Water Boil Proof Plywood
When one is looking for the ultimate in weather resistant plywood, it is important to look for WBP. This abbreviation stands for “Water Boil Proof” or “Weather and Boil Proof;” a standard used to determine the water resistance of the plywood product. In actuality, this is more a rating of the glue used in the manufacture of the plywood, than it is in the wood itself.
Please note that WBP is not a separate type of plywood from others; rather, it is a rating that some plywood will have, if the manufacturer chooses to have it tested to determine that it qualifies. This is most often done on marine grade plywood, but it could also be done for other types of plywood that are intended to be used in wet or humid environments, such as phenolic plywood.
WBP plywood is not waterproof plywood. It is made out of the same sort of wood veneer that other types of plywood are. This rating doesn’t mean that it is pressure treated or impregnated with resin as construction lumber and plywood that is intended to be truly weatherproof and waterproof, although it could be. All the rating applies to is the adhesive resin that is used to hold the veneer layers of wood together in the manufacture of the plywood.
Nor is WBP plywood the same as marine grade plywood, although marine grade plywood can also be rated MBP. What makes marine plywood unique, is that it is guaranteed to be 100% void free, without any knotholes or cracks. WBP plywood may still contain these, although WBP rated marine grade plywood will not.
Many are saying that the WBP rating is no longer in existence. Yet you can still find plywood that carries this rating. Those who say it is obsolete, point to the European Standard EN314, Class 3. This refers to plywood which is suitable for exterior use, or a similarly wet/moist/humid environment. Please note that the European Standard provides the same testing specifications as found for WBP plywood, so the only difference is which standard is being applied; the plywood and adhesive are the same.
WBP testing consists of immersing a sample piece of the plywood in boiling water, and leaving it there for an extended time. If the plywood doesn’t delaminate from the heated water, then it is considered WBP.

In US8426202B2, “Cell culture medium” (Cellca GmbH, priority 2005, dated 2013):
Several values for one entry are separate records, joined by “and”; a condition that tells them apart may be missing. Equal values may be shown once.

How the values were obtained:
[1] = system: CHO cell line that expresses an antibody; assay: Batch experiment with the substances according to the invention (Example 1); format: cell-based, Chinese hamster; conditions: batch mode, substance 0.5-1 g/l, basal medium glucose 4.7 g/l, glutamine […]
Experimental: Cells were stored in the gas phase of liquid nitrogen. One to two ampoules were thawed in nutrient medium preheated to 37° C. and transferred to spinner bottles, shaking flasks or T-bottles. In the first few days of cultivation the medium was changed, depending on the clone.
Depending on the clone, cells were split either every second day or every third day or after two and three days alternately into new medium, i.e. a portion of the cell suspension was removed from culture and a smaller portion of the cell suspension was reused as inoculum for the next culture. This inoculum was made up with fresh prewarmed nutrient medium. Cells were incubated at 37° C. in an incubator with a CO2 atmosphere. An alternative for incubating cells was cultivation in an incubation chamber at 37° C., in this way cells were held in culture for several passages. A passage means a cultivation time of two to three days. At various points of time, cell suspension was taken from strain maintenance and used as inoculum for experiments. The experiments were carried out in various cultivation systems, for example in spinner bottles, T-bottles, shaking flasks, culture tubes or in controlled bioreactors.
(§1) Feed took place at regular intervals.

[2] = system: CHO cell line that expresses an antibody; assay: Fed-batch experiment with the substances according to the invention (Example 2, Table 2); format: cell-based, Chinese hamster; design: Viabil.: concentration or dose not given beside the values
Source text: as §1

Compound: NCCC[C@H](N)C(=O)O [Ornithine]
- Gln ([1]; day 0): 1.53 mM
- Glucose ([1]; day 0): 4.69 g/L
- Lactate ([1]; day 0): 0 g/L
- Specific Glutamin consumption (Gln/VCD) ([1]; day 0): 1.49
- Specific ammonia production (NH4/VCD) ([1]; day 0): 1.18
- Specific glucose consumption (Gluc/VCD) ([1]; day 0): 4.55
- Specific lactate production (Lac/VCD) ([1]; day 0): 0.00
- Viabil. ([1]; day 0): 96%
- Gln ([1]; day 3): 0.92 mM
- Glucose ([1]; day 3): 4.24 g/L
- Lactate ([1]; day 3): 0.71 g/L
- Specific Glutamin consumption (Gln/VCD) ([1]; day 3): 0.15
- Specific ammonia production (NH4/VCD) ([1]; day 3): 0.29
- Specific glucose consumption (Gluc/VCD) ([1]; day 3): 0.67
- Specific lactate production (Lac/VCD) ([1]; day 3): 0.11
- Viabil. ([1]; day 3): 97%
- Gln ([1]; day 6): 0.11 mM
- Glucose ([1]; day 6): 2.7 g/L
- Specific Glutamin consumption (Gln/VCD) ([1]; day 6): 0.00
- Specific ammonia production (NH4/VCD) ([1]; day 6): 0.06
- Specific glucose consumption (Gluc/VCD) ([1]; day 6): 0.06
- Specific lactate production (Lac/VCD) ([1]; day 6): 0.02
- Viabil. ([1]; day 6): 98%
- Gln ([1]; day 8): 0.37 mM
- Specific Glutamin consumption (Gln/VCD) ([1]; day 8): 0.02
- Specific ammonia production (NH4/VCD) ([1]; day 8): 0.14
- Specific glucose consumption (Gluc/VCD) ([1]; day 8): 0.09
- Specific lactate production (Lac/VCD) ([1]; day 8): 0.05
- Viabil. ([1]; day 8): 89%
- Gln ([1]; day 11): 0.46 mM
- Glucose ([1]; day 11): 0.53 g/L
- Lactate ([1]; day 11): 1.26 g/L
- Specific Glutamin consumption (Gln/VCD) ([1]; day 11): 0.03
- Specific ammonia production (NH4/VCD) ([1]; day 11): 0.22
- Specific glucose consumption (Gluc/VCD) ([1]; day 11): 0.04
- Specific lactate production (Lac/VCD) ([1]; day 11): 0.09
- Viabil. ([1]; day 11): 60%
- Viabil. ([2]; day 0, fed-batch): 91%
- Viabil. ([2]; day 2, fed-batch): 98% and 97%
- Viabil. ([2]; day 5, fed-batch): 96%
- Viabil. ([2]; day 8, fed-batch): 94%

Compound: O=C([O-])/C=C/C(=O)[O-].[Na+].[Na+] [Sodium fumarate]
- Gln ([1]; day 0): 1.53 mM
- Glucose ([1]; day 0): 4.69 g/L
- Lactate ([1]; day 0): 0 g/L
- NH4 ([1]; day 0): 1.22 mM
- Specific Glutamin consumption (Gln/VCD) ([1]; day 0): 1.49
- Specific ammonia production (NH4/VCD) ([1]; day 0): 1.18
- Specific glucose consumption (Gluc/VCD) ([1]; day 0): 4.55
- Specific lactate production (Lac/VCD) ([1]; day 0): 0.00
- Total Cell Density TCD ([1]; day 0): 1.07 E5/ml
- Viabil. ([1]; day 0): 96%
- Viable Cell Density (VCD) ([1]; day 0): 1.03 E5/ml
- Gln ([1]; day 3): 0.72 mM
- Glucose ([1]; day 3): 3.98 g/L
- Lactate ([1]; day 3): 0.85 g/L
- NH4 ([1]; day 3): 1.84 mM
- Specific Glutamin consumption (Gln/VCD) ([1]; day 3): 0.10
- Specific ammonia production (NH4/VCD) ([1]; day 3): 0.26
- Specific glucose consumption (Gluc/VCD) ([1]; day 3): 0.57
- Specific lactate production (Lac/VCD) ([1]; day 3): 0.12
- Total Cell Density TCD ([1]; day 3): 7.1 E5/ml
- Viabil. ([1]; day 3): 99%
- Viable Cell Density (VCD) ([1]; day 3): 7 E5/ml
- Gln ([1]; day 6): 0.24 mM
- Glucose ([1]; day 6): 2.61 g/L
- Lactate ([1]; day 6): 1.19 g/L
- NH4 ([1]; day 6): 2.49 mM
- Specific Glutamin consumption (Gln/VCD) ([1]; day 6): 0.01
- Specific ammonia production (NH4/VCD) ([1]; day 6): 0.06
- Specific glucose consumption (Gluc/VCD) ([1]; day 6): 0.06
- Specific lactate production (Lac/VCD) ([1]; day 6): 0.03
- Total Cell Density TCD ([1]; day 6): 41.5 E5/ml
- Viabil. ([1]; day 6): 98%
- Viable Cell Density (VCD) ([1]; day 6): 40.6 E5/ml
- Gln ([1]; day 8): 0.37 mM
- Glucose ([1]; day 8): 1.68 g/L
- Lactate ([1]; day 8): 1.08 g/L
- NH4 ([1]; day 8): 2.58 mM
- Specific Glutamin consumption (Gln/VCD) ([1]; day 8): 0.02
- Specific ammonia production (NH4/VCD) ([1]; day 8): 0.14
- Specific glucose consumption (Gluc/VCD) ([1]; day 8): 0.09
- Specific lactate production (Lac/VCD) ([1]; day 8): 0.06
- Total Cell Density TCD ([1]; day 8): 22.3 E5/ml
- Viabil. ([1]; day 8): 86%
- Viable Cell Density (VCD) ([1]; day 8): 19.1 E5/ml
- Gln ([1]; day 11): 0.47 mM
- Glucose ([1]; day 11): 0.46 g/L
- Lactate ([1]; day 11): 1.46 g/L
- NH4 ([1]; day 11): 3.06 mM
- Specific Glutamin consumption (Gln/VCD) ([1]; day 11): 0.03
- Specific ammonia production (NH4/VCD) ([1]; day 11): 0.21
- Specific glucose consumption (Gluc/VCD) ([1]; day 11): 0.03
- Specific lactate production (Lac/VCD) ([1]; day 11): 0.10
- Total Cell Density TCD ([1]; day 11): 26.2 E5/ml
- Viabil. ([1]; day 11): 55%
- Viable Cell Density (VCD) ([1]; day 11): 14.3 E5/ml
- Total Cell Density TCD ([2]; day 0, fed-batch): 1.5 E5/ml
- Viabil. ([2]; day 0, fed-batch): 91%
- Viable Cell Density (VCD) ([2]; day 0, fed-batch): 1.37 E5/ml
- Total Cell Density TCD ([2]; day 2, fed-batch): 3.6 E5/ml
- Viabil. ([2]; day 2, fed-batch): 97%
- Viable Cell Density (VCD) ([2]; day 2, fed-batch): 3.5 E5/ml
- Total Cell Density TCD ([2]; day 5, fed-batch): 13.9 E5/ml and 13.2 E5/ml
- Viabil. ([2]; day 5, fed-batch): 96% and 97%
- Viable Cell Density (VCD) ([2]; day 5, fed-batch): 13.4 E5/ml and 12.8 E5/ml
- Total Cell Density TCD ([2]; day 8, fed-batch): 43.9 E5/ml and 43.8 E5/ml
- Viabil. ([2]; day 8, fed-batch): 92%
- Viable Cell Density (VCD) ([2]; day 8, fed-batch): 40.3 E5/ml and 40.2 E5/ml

In this testing, the rationale behind using boiling water, rather than room temperature water or cold water is that many adhesives are softened by heat. By using hot water, the adhesives being tested are subject to both the solvent action of the water itself and the softening potential of the heat. On top of that, the moving air bubbles from boiling agitate the plywood, making it more likely to delaminate. Delamination is always more likely to happen when adhesives are subject to the stress of movement, due to the constant stress on the glue joint, than it is like to happen when sitting idle.
Using boiling water provides for consistency in testing, as well, as water boils at 100°C or 212°F at sea level. There is no other temperature which is as consistent, other than freezing; but freezing water is not going to do much to stress the adhesive quality of the rosins used in manufacturing the plywood.
Never assume that plywood is WDP, if it is not so marked. While the plywood might have the ability to pass the WDP test, it hasn’t. The specific characteristics of WDP plywood are not repeated in other types of plywood, even exterior plywood that is chemically treated to withstand the rigors of being exposed to the weather.
There is no one glue that is considered to be WBF glue. Rather, WBP is a property that is determined by testing. A number of different types of glues can be WBF. However, different types of glues provide for different levels of protection against water. Therefore, the WBP rating is only a minimum. Often, the specific plywood carries an additional rating of how long it can withstand the WBP test.